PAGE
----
This coupled with Bee's new adventurous vocabulary provides us with endless entertainment. Bee's favorite words are "even" and "actually." She uses them all the time, rarely correctly. "And even," she'll begin, "I want to go outside on my bike, actually." Another time, in the car: "We are almost at Nana and Papa's house, you know. And even, when I get there Nana will take me to the park, actually."
About a week ago I got a text from Johnny while I was at work, in a meeting. I snuck a peek at my phone. "I just got kicked out of the girls' room," he wrote. "Bee said, 'Get out, Daddy. Girls only. We're dancing,' and slammed the door in my face." I laughed out loud, and my heart warmed for little Teeny, included in her sister's imaginative games like any little sibling might be, until the next time her big sister turned on her again.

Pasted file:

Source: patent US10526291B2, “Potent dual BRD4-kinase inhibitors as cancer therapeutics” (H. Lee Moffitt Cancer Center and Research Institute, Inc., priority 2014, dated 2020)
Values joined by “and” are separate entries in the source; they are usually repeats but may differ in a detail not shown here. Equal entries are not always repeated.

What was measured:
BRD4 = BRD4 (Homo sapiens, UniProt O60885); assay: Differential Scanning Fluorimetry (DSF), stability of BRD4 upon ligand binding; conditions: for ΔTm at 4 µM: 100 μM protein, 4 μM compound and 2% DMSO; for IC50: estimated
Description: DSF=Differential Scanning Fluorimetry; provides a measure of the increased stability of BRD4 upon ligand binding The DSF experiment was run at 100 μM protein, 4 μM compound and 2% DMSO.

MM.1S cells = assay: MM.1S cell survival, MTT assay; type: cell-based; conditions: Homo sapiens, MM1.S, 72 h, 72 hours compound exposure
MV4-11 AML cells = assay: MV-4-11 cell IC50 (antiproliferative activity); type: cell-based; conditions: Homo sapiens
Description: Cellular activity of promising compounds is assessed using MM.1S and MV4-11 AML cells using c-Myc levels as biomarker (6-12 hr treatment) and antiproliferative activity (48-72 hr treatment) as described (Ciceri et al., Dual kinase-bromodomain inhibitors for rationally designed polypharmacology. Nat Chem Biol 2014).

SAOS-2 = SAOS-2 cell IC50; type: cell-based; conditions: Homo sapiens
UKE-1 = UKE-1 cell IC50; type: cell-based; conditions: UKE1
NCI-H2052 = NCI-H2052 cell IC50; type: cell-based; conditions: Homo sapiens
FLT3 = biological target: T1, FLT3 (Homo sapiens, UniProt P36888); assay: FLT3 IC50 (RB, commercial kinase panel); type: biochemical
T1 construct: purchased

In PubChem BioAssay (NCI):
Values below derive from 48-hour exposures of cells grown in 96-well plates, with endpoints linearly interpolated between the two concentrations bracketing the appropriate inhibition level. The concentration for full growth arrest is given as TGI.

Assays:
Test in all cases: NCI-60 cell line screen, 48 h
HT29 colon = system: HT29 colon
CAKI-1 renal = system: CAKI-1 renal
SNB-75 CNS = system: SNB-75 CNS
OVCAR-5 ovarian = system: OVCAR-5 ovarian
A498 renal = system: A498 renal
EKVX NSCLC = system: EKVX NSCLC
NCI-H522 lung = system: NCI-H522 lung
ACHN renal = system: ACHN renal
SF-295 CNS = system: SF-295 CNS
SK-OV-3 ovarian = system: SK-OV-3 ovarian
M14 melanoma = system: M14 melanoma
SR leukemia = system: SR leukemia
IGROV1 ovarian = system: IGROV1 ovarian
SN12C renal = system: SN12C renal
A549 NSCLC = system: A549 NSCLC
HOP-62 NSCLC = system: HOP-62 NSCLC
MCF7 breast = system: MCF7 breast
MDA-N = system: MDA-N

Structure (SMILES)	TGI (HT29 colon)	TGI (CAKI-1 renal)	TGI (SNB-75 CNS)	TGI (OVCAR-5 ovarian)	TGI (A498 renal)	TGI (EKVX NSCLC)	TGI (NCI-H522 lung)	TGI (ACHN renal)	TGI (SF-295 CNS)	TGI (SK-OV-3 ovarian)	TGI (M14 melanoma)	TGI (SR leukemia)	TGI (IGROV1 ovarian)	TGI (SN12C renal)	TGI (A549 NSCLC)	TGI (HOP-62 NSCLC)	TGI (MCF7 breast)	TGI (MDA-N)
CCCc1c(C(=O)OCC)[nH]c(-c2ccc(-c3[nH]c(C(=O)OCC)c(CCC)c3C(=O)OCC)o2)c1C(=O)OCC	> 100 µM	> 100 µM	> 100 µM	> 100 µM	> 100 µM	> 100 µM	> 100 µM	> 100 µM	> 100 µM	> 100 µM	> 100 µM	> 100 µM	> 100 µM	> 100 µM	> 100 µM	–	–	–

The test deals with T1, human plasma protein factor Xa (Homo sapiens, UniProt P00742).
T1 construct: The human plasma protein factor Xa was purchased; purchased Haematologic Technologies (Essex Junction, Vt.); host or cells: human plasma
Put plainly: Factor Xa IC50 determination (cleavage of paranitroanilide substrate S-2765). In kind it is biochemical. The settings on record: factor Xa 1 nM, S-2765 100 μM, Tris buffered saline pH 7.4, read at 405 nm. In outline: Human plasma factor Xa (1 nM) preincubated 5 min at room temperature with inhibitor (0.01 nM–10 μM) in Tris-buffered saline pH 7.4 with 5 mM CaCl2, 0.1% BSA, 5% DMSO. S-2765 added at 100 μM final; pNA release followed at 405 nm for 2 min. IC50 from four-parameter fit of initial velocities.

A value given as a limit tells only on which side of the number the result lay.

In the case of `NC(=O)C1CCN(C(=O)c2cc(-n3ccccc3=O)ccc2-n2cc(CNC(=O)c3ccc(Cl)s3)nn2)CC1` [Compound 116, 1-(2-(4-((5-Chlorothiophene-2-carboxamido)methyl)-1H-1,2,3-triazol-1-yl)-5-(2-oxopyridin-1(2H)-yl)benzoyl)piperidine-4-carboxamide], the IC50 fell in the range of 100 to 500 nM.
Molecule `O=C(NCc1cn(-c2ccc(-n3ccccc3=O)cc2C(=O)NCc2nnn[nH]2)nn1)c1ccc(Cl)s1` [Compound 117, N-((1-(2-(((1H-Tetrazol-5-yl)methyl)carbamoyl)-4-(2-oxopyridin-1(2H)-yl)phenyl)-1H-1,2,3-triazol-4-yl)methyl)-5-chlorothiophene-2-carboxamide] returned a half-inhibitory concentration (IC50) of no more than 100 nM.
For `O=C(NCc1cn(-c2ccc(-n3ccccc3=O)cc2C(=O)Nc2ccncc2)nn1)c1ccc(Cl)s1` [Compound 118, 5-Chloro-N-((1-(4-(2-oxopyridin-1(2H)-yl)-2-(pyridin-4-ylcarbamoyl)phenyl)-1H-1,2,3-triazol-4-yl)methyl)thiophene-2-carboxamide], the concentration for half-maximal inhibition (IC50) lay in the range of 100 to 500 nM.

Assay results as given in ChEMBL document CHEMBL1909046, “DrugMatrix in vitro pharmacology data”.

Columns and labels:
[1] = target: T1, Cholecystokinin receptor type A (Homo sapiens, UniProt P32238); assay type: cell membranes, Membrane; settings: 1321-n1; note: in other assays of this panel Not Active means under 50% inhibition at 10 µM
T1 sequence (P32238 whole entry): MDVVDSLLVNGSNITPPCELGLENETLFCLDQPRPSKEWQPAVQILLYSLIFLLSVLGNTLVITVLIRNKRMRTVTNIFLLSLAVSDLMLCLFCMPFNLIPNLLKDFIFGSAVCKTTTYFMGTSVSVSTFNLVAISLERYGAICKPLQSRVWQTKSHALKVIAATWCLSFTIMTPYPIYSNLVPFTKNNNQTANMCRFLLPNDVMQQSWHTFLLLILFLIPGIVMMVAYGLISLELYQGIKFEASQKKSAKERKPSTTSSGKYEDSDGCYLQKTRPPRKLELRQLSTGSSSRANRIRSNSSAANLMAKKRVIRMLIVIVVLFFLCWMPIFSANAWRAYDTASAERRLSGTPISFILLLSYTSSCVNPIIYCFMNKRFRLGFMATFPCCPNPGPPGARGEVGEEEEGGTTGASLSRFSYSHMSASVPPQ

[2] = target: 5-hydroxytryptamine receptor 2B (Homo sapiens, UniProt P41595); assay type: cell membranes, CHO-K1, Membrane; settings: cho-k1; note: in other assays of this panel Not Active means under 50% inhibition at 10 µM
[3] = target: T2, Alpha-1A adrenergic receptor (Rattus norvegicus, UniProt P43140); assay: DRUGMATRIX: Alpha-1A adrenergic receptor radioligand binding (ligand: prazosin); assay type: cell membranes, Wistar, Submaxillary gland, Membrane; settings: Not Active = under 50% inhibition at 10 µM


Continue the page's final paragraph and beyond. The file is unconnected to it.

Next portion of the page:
"That's not cool, Teeny!" she said when Teeny wanted to play with Bee's Leap Frog laptop one afternoon a few days later. I tried to negotiate the sharing and felt my patience dwindling. I opened my mouth to argue with them and was cut off. "Slow down, Mama," Bee interrupted, wise beyond her three years. "It's all o-tay."
What am I forgetting? What does growing up and into your older self look like for you? Let me know in the comments.